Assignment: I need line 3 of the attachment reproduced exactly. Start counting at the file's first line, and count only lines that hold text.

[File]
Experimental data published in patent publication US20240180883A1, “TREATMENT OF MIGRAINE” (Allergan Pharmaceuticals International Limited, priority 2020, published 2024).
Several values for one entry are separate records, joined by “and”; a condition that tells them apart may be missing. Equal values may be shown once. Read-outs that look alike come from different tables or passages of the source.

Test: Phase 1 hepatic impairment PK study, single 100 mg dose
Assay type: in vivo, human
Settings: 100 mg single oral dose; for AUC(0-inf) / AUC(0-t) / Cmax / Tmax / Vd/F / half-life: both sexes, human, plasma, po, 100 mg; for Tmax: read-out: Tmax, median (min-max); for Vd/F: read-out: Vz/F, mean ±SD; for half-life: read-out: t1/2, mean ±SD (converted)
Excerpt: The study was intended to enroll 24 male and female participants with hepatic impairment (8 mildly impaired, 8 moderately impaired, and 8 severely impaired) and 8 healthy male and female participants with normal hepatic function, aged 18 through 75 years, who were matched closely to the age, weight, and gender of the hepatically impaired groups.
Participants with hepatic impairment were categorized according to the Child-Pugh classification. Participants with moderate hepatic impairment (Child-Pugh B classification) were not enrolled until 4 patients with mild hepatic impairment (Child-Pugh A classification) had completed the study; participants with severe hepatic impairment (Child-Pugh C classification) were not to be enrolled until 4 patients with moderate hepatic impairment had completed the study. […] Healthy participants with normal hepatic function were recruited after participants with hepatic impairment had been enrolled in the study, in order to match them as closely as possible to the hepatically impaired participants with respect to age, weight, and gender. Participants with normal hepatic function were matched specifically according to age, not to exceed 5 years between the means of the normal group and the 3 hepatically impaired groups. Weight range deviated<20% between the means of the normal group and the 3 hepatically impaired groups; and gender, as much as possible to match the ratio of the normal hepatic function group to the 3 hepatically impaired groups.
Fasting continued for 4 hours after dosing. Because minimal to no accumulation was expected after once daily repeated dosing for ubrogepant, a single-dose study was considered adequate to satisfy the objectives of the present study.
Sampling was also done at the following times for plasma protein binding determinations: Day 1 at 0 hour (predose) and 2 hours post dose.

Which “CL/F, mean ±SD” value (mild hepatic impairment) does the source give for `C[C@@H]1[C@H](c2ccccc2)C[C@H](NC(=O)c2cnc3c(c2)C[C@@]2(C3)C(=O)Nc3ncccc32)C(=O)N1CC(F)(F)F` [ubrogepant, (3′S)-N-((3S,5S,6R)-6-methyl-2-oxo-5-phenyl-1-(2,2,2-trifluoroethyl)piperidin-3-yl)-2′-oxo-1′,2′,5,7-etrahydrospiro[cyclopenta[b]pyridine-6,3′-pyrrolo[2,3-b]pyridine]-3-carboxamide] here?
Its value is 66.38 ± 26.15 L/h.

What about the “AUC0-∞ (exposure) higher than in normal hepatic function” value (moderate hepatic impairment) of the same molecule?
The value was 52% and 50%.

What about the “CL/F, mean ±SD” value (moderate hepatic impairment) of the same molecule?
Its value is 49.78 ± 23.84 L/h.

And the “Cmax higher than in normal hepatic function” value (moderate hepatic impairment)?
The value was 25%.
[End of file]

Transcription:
Test: Phase 1 hepatic impairment PK study, single 100 mg dose